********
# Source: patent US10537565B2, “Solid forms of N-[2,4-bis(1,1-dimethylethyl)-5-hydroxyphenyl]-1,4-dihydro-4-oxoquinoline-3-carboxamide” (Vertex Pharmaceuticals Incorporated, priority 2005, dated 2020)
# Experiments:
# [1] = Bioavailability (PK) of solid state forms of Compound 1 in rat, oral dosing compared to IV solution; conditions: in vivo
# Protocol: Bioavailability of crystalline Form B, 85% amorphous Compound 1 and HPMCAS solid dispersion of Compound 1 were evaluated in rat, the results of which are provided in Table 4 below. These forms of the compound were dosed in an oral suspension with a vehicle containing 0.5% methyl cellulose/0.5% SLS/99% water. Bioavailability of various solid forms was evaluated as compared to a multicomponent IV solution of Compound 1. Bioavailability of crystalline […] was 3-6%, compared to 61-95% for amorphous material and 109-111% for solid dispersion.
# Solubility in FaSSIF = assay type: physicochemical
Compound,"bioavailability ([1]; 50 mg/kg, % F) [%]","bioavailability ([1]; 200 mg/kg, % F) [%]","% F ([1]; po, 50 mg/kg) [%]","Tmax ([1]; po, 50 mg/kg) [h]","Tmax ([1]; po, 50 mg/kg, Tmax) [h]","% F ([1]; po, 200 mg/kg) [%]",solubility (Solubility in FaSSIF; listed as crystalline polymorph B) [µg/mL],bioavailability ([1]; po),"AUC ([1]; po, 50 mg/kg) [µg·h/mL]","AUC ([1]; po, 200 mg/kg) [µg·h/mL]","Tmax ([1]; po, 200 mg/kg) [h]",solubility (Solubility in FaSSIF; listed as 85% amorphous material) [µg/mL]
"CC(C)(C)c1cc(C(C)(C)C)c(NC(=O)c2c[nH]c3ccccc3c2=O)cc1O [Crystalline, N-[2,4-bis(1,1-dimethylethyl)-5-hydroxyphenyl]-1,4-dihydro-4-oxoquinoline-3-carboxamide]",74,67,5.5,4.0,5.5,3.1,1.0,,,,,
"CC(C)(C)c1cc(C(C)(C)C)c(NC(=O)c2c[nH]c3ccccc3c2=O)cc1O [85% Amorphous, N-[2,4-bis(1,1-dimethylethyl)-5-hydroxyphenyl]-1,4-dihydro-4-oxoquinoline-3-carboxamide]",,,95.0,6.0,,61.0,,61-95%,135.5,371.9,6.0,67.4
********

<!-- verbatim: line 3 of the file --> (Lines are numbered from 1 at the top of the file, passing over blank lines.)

# [1] = Bioavailability (PK) of solid state forms of Compound 1 in rat, oral dosing compared to IV solution; conditions: in vivo